Characters are usually what make or break a book for me, and Nora, Bram, and Pamela are some of the most intriguing characters I’ve read recently. And one of the things I love most about this book is that we get to see the story through several points of view. It’s always written in first person but alternates between these three and a couple of others. It’s a brilliant way to flesh these characters out and give us perspective to all sides of the story. I cannot count the amount of times I literally laughed out loud at their wittiness, and I fell in love with them so deeply that their triumphs and heartbreak became mine as well.

I just finished reading The Forest of Hands and Teeth trilogy (very good!) so I thought I might be zombie-d out when I started reading this book, but Habel’s take on them was so fresh it was like I was reading about different creatures than Ryan’s zombies. The Laz (as in Lazarus… brilliant name for the disease) reanimates the dead so they come back, but some of them don’t automatically go the limb-ripping, brain-eating route. Some of them (like Bram) retain their humanity after death… for a while. The disease always eventually progresses into your typical zombie nightmare, but with the proper help from doctors and meds, the Laz is slowed down a great deal and can actually be put at bay for a few years and give the undead a relatively normal (after)life. The ones we meet are in a company that is devoted to the take-down of the “bad” zombies, the ones who couldn’t or didn’t maintain their sanity and became the flesh-eating monsters we all have nightmares about. And I love them. I can’t go into to much detail about it because I do not want to be spoilery, but they are simply fascinating and amazing and I am completely captivated by them. The history and science of the disease is explained thoroughly and makes the Laz seem like a scarily realistic problem. I loved (and was terrified by) that so much, because in no other book or movie I’ve seen or read about zombies have they explained exactly how the disease works. I feel like I understand it better and that connected me to the world of the story even more than I already was.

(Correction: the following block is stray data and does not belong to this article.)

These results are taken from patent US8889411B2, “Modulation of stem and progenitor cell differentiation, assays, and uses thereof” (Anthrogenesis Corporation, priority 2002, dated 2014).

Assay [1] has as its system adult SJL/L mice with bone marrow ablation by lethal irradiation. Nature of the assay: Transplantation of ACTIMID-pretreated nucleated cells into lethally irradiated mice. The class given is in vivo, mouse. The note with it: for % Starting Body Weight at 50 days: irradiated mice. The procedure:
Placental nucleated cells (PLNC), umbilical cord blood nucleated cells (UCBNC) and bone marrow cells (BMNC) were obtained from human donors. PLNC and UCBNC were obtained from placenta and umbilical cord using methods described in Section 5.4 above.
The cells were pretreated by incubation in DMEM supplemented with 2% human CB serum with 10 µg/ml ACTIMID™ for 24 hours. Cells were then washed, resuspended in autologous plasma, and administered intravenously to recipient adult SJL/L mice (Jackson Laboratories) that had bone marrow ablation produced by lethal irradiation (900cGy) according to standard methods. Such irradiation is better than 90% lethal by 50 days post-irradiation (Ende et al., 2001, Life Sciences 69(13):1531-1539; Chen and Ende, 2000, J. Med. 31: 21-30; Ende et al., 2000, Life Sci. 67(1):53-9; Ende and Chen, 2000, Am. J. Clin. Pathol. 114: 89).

I think what I love most about this novel is that it’s not one that is just about star-crossed lovers and zombies. Sprinkled among the romance (which will make you squee) and the intense action (which will make you feel like fist-pumping) is an often hilarious story that gently asks questions about real bravery, true love, and what it means to live. I love stories with meaning and Dearly, Departed is full of it. As corny as it makes me sound, it made me think on what a treasure life truly is and makes me want to really LIVE every minute of it and not take it for granted. And love. Habel shows us that no matter how scary or potentially heart-breaking it can be, love is always worth the risk.

If I haven’t convinced you yet, the book's prologue is available to read on Amazon.  I hope that you read it and fall for it as hard as I did, then order the book and be even more blown away by its amazingness!  I have never read anything classified as steampunk before, but if they’re all similar to this I have a new favorite genre.  I clearly loved it and am planning on encouraging (by force if necessary) my other book-loving friends to read it as well.